When Little Red Riding Hood is sent by her mother to take a basket to her grandmother's house, her mother warns her not to talk to anyone. Of course, she talks to the wolf, and that (after a few plot twists and "the better to eat you with, my dear") is the end of that. No one who really understands what monsters are, no one who "gets" the Big Bad Wolf, is under the impression that Riding Hood should talk to the wolf because it's not his fault that he is a wolf. No. Big Bad Wolf = Bad Wolf (tautology).
An imagination rightly trained on fairy tales understands that monsters are just bad and are to be regarded and treated as such--preferably, avoided, or perhaps fought, if one is a hero.
Here is an absolutely wonderful (and very funny) video clip of Seattle pastor Mark Driscoll talking about occultic preteen literature. More remarks below the fold.
Driscoll does such a great job that I don't want to gild the lilies by adding too much. But here are a few additional things that occurred to me:
Driscoll's rightly contemptuous reaction to "they practice chastity" skewers what I might call the checklist method of Christian literary and movie review. "Is there premarital sex?" "Is there swearing?" and so forth. Shall we list it as a "pro" of the Twilight series if smoking is not presented positively? Talk about missing the forest for the trees! It is terrifying that Christians should be so clueless, so foolish, so tone-deaf that they can talk with a straight face about a girl's "practicing chastity" because she waits to have sexual intercourse with a vampire until after they are "married" (whatever it means, metaphysically, to "marry" a vampire). The monster instinct has been totally extinguished in such people, and they are literally incapable of seeing the big picture. She marries a monster. Moreover (I understand--I've not read the books and have no intention of doing so), later in the books she becomes a monster, losing her soul in the process. That's the story. That's the big picture. To echo Driscoll, there is nothing remotely good about this on any level. (I could add here a few remarks about the fact that such books are not going to encourage chastity in girls who read them.)
Why are people, including Christians, so clueless? I want to suggest that one factor in killing the monster instinct is the holy commandment of modern liberalism, "Thou shalt not discriminate." Driscoll humorously alludes to this when he imagines his audience chiding him, "Don't be a hater." The audience laughs, but there may be more to it than a joke. Why don't more people say, "This girl is marrying a monster and becomes a monster. He struggles with the temptation to kill her and drink her blood, but she marries him. This is totally unhealthy literature"? Could it be in part because of the idea that we must not think ill of anyone presented to us as a talking being, no matter how dangerous? There have been plenty of satires of such thinking--fairy tales rewritten with sympathy for the villains and even a review I recall at NRO of the LOTR movies that talked about how liberals would want us to sympathize with the orcs. But is it really just satire? I think perhaps we are being taught a frighteningly false compassion according to which there are no dangerous people, no dangerous individuals, no wolves, whom we, like Riding Hood, should have nothing to do with. Everyone is to be pitied or thought well of. To do otherwise is to "be a hater."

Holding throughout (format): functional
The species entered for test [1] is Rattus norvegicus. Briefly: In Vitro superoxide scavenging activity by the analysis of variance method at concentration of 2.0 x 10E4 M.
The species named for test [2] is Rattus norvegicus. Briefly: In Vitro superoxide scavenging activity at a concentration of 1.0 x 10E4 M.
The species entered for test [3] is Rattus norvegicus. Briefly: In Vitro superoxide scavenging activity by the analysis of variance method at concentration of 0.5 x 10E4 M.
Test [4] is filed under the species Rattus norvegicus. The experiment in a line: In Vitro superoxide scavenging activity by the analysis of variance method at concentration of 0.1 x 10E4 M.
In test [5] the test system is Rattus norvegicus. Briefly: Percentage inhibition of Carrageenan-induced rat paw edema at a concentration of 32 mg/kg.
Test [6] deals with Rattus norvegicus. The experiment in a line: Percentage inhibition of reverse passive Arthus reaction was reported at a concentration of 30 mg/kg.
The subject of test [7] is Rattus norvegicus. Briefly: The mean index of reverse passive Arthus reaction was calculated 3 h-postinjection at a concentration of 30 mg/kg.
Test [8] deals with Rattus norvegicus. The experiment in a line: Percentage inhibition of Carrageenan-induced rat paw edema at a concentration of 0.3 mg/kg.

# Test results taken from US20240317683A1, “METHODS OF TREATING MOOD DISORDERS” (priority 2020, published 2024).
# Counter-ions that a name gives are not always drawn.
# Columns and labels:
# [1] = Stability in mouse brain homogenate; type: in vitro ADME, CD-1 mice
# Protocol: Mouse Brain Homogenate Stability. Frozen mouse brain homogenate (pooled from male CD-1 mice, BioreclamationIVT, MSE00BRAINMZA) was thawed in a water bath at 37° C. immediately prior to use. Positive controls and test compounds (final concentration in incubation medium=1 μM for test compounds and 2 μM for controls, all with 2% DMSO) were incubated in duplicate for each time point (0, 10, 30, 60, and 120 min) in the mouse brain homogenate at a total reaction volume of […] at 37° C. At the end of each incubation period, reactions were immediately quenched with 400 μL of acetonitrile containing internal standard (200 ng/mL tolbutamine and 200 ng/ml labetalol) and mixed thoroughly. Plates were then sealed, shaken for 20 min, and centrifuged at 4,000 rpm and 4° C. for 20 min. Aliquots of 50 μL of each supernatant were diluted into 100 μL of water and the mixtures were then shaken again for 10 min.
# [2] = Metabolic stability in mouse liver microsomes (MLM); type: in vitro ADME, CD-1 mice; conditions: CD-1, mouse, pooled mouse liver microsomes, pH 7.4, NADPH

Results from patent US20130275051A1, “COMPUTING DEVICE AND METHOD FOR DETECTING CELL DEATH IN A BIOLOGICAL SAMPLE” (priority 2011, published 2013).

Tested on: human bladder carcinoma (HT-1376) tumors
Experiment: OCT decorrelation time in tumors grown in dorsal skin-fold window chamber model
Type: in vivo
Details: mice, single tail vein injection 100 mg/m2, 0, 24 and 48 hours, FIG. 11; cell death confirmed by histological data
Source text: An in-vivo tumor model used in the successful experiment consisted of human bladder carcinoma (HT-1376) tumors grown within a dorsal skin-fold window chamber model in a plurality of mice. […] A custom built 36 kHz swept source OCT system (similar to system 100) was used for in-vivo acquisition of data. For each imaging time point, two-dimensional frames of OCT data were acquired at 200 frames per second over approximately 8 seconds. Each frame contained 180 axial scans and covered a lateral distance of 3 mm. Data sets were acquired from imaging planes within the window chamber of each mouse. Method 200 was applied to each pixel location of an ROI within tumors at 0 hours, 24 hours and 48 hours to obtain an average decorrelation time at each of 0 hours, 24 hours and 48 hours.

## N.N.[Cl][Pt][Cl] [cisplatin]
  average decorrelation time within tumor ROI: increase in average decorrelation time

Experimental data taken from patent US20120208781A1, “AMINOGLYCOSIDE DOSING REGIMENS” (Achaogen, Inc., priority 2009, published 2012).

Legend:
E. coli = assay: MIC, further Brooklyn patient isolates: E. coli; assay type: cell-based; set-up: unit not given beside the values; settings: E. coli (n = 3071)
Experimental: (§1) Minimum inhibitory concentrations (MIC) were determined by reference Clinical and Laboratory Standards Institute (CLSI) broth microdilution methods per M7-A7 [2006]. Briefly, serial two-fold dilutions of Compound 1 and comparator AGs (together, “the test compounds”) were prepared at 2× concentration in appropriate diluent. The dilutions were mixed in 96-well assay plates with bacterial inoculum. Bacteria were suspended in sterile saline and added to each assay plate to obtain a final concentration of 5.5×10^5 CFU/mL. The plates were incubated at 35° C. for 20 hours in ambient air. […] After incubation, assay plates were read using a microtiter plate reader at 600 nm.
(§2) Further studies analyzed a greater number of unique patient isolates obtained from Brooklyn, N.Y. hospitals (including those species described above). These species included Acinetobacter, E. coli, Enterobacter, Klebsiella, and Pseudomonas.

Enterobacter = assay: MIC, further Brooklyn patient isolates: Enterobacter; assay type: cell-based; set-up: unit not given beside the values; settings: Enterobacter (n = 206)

It also occurs to me that the foolishness on this topic may arise in part from a loss of the old-fashioned idea that one can be seriously harmed, led down the path to ruin and total heartbreak, if not damnation, by marrying the wrong person. I wonder if Christian parents are so worried about premarital sex that they no longer worry enough about their daughter's marrying a godly man, a good man, a kind man, an honorable man. No doubt any parent worries about the latter to some extent, but I wonder if there are too many parents who, confronted by a bad boyfriend, would encourage a marriage in order to avoid or put a stop to premarital sex rather than strongly urging the daughter to break off the relationship altogether. It used to be understood that a man who married a bad woman or a woman who married a bad man was risking ruining many lives--the lives of both spouses not to mention any children of the marriage. Celibacy was a real option, and both single women and single men had occasion to "thank God fasting" for having avoided the fate of their contemporaries who married, in the quaint old phrase, "outside of God's will."
Finally, and relatedly, Christians need to get over the pagan notion that amor vincit omnia. Sentimentalism is going to kill us. If your daughter loves a dangerous man with twisted and violent impulses, the fact that she loves him is a bad thing, a dangerous thing, not a good thing. Even, for that matter, the fact that he loves her (to the extent that he is capable of love) is a bad and a dangerous thing. Romantic love is not a panacea or a disinfectant. Discriminate against him. Try your darndest to break off the relationship.
But better still, if you have a young daughter, start when she is little: Teach her not to talk to wolves.